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Korean offer something that foodies have begun craving for: an experience. Its not only about the food youre fed: the experience itself is just as important. And perhaps the huge success of the filmParasitehelped turned the worlds attention to South Korea and everything it has to offer.
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Ham grew up in the Chuncheon province of Koreaan area renowned for its natural and rural beauty.Â His abstract compositions often resemble landscapes or allude to elements of outdoor scenery.Â The pieces in this exhibit are from Ham's ongoing "Day Dream" series, a collection of works inspired by personal reflection, as well as Korean culture and tradition.
The painting-like appearance of Ham's hanji compositions stems from his artistic training and education; Ham studied Western-style painting and life drawing at Hong-Ik University, where he earned his Bachelor's degree in 1966. Ham originally worked in oils like the Western Masters he had studied, but eventually sensed that the medium limited his creativity. "However hard I tried," he explains in his 2001 interview with The Korean Times, "I could not avoid producing works similar to other artists in the world. All of us are human beings, we cannot help it. But I want to be original." Ham's inherent knack for innovation and ardent desire to create something unique led him to begin experimenting with hanji.
The artist's palette consists of the five traditional colorsred, ochre, blue, black, and whitewhich he creates using natural dyes.Â Large sheets of hanji are soaked in water.Â The artist then tears and kneads the medium, and uses hard brushes to add texture and affix the pieces to a hanji canvas.Â The original appearance and nature of the hanji sheets are completely transformed, and the traditional material is deconstructed and "reborn" into a unique artistic piece.
It's a luxury that really has kind of cemented itself in Korean society, says Daniel Gray, a Korean-American who is president of Delectable Travels, a food tour company in Seoul. It's iconic here.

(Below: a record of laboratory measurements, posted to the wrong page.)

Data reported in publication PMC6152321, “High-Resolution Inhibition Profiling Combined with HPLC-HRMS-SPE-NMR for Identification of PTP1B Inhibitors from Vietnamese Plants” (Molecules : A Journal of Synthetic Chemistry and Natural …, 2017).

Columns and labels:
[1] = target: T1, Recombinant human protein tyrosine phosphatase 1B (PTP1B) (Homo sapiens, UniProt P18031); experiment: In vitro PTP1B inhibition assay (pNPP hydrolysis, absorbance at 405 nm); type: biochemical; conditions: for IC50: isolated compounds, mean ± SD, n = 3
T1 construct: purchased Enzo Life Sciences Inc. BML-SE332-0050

Luxury isn't typically a word Americans associate with Spam, a gelatinous slab of pork shoulder, ham, salt and potato starch. But its revered status here dates back to the 1950s, when U.S. soldiers introduced it on the peninsula during the Korean War.
Spam and other canned foods such as beans and corn were sought out by some Koreans, whose postwar food supplies ran low. By the end of the 1980s, Spam had become a popular part of the Korean diet, especially as the local meat industry expanded and the product became easier to find.
At that price, many Koreans view it as a tasty side dish, especially as processed foods go. It's seen as a high-end luncheon meat, says Cho Hye-Jin, who works in Seoul. Out of the variety of luncheon meats available in Korea, Spam is probably the best quality.
Cho and Park Jin-Hong, both construction consultants, say they most often see their peers consume Spam along with soju a clear alcoholic beverage made with rice, potatoes or other starches. Park says Spam isn't a staple of his diet "it's too salty" but he does enjoy it.
Perhaps the most iconic Spam dish in South Korea is a spicy soup known as budae jjigae, or army stew. After the war, Koreans used U.S. Army rations sometimes smuggled off military bases or donated by soldiers to make the deep-red dish.
This concoction comes in many varieties. Restaurants use a mix of hot spices, noodles, Spam, sausage, beans, corn, green vegetables even cheese. It has been called "pig stew," "soldier stew" and "Johnson's stew," the latter after our 36th president.
Chris Amoroso, an American, discovered budae jjigae a few years ago while teaching English here. He liked it so much that he created a video on YouTube explaining the dish's colorful history. It's delicious, he tells viewers, sitting before a boiling pot.